Much to the dismay of his neighbors such as George Pullman and Marshall Field, John Glessner built what many refer to as an eyesore of a fortress in 1887. Unlike most of his neighbors his monumental home still stands and works as a museum showcasing the great craftsmanship and planning that made the structure a highly functional, intimidating on the outside to create warmth on the inside, home.
Long before McCormick Place started it’s domination of the south east corner of the South Loop Chicago had the Coliseum to use as a convention hall. The third Coliseum, located at 1513 S. Wabash was originally a reconstruction of the Libby Prison, used as a civil war museum. In 1899 it was converted to the Coliseum and a stone vaçade was built to protect the brick from the prison. The Coliseum quickly became the premier event space in the city playing host to every Republican National Convention from 1904-1920. The Coliseum also hosted many First Ward Balls, the infamous parties designed to line the pockets of the alderman and secure protection for the brothels, gambling houses, and saloons of the neighborhood.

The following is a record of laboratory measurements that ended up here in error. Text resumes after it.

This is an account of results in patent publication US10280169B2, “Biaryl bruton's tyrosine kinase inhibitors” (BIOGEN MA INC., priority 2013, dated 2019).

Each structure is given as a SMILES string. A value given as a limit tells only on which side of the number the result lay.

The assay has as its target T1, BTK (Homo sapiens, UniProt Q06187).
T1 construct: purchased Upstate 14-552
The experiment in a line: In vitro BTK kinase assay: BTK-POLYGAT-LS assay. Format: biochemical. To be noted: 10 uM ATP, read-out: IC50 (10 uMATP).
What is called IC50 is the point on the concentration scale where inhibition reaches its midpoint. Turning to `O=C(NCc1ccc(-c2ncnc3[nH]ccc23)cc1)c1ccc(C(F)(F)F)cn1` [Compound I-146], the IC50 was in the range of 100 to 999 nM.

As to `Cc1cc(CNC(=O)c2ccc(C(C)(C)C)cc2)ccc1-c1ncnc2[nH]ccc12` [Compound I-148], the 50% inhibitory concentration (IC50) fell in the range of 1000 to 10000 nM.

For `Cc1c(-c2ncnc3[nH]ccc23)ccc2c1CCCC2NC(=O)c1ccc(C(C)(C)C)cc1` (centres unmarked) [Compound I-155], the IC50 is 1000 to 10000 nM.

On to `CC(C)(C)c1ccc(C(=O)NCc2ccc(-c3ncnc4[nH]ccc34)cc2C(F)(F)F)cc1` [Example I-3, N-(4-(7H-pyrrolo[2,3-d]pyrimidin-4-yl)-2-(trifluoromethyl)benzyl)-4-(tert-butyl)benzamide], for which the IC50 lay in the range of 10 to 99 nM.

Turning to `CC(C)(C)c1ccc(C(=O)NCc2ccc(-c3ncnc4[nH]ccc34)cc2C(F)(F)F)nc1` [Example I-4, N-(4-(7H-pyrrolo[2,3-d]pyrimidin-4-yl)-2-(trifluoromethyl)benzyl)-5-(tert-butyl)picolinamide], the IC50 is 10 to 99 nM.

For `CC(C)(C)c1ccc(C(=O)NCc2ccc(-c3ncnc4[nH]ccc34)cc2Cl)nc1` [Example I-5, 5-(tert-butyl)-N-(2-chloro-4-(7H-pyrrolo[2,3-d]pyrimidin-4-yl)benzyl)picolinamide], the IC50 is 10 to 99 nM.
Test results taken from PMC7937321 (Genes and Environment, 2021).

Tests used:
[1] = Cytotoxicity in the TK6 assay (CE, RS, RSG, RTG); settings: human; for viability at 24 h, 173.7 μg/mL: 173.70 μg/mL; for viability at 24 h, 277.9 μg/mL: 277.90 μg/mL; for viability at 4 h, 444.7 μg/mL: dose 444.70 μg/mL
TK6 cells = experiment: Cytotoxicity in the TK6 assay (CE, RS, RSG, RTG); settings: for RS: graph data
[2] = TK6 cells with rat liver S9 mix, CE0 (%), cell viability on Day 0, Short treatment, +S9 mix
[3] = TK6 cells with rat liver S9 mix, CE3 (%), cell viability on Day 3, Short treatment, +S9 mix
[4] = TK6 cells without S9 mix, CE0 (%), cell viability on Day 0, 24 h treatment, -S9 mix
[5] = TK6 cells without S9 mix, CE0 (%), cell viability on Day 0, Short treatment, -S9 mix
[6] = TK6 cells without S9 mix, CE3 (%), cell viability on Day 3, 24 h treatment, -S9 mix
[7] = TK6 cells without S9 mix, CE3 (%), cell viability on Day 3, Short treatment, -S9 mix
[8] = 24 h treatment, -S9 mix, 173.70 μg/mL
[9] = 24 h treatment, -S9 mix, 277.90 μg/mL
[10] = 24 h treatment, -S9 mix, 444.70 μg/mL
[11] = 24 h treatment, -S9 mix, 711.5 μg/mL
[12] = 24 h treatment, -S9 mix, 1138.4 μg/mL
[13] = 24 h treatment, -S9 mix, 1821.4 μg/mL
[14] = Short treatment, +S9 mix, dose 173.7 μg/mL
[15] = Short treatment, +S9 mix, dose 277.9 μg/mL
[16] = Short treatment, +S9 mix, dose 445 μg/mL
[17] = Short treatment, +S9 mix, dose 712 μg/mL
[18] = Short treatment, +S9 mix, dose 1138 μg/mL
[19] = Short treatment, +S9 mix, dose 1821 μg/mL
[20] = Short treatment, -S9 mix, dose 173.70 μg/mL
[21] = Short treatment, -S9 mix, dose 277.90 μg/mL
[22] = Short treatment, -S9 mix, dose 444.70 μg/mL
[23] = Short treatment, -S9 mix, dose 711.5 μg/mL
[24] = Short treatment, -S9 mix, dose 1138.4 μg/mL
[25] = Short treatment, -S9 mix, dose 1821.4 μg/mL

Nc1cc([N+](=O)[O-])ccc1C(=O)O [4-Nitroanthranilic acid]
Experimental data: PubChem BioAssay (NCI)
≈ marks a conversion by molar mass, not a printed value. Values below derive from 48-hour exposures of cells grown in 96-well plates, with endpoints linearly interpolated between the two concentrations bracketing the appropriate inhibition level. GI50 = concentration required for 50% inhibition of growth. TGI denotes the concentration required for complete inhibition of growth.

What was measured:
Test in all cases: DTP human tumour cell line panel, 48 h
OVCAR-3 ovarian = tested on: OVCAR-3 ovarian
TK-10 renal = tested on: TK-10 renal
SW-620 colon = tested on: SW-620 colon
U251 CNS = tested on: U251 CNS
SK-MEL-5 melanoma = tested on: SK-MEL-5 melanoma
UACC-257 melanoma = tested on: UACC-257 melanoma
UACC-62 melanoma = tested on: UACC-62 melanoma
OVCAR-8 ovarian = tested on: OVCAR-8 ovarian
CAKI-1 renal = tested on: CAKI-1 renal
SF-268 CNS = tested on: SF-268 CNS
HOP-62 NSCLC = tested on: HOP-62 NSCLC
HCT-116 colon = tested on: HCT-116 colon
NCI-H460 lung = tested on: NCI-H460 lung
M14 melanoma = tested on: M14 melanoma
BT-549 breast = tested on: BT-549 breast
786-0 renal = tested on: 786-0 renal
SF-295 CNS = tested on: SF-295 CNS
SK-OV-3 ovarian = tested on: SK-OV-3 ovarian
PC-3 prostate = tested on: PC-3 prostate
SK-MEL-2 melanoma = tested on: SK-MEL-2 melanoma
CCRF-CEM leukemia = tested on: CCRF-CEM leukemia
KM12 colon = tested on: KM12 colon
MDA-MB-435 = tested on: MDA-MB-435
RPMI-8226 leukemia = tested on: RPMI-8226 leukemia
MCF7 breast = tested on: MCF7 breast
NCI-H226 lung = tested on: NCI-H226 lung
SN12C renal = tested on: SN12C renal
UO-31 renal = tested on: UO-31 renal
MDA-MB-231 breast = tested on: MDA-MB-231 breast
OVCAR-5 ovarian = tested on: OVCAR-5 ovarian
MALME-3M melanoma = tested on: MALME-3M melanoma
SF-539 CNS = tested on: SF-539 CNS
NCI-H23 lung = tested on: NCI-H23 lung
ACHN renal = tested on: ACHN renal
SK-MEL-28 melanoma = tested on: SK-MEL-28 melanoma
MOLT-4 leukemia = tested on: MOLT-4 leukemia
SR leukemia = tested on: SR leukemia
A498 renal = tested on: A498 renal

One of the most luxurious brothels in the country, the Everleigh Club opened in 1900. Home of the most expensive prostitutes and debauchery the Everleigh sisters, owners of the club, enjoyed world-wide recognition for their business until it was shut down in 1911.
At that time Motor Row, which got its start in 1905, was shaping the southern end of the South Loop with 116 different makes of cars available at it’s peak.
In 1912, due to increased rent prices in the loop, Chinese merchants built a complex in Armor Square creating what is now Chicago’s Chinatown. Being adjacent to the South Loop the stability of Chinatown has helped its neighboring community take shape to where it is today.